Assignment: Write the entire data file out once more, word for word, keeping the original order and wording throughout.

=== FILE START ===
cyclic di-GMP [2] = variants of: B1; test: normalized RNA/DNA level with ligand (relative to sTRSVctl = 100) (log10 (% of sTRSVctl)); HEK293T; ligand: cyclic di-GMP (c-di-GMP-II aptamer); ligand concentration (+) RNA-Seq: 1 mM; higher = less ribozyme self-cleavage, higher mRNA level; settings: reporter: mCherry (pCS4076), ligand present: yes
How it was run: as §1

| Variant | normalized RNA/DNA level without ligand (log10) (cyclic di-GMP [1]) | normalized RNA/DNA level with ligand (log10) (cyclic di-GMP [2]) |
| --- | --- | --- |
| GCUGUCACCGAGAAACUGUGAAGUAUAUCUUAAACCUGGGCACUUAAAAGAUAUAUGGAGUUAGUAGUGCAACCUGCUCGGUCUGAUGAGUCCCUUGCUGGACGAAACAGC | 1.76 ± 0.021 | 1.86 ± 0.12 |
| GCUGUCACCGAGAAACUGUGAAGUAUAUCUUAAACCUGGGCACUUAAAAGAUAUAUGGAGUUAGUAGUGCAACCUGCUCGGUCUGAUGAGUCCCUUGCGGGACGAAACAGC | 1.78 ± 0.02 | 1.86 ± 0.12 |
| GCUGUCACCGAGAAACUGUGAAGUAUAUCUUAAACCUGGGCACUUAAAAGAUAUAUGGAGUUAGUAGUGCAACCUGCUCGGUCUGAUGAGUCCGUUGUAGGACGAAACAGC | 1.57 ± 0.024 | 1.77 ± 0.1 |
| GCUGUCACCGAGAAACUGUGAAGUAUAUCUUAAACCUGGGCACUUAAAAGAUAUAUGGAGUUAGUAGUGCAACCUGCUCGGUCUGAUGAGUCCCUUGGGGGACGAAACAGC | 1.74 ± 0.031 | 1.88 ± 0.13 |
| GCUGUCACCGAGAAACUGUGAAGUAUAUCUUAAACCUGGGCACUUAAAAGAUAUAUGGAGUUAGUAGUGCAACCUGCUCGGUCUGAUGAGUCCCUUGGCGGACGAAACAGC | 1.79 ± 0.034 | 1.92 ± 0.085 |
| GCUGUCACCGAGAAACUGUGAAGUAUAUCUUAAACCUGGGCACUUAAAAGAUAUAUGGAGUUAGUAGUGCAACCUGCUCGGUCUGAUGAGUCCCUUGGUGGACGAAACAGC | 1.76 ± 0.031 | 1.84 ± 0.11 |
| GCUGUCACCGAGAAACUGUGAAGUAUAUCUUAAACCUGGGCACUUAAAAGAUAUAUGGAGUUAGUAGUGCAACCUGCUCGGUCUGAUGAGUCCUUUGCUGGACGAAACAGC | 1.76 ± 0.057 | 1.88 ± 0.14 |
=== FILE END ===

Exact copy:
cyclic di-GMP [2] = variants of: B1; test: normalized RNA/DNA level with ligand (relative to sTRSVctl = 100) (log10 (% of sTRSVctl)); HEK293T; ligand: cyclic di-GMP (c-di-GMP-II aptamer); ligand concentration (+) RNA-Seq: 1 mM; higher = less ribozyme self-cleavage, higher mRNA level; settings: reporter: mCherry (pCS4076), ligand present: yes
How it was run: as §1

| Variant | normalized RNA/DNA level without ligand (log10) (cyclic di-GMP [1]) | normalized RNA/DNA level with ligand (log10) (cyclic di-GMP [2]) |
| --- | --- | --- |
| GCUGUCACCGAGAAACUGUGAAGUAUAUCUUAAACCUGGGCACUUAAAAGAUAUAUGGAGUUAGUAGUGCAACCUGCUCGGUCUGAUGAGUCCCUUGCUGGACGAAACAGC | 1.76 ± 0.021 | 1.86 ± 0.12 |
| GCUGUCACCGAGAAACUGUGAAGUAUAUCUUAAACCUGGGCACUUAAAAGAUAUAUGGAGUUAGUAGUGCAACCUGCUCGGUCUGAUGAGUCCCUUGCGGGACGAAACAGC | 1.78 ± 0.02 | 1.86 ± 0.12 |
| GCUGUCACCGAGAAACUGUGAAGUAUAUCUUAAACCUGGGCACUUAAAAGAUAUAUGGAGUUAGUAGUGCAACCUGCUCGGUCUGAUGAGUCCGUUGUAGGACGAAACAGC | 1.57 ± 0.024 | 1.77 ± 0.1 |
| GCUGUCACCGAGAAACUGUGAAGUAUAUCUUAAACCUGGGCACUUAAAAGAUAUAUGGAGUUAGUAGUGCAACCUGCUCGGUCUGAUGAGUCCCUUGGGGGACGAAACAGC | 1.74 ± 0.031 | 1.88 ± 0.13 |
| GCUGUCACCGAGAAACUGUGAAGUAUAUCUUAAACCUGGGCACUUAAAAGAUAUAUGGAGUUAGUAGUGCAACCUGCUCGGUCUGAUGAGUCCCUUGGCGGACGAAACAGC | 1.79 ± 0.034 | 1.92 ± 0.085 |
| GCUGUCACCGAGAAACUGUGAAGUAUAUCUUAAACCUGGGCACUUAAAAGAUAUAUGGAGUUAGUAGUGCAACCUGCUCGGUCUGAUGAGUCCCUUGGUGGACGAAACAGC | 1.76 ± 0.031 | 1.84 ± 0.11 |
| GCUGUCACCGAGAAACUGUGAAGUAUAUCUUAAACCUGGGCACUUAAAAGAUAUAUGGAGUUAGUAGUGCAACCUGCUCGGUCUGAUGAGUCCUUUGCUGGACGAAACAGC | 1.76 ± 0.057 | 1.88 ± 0.14 |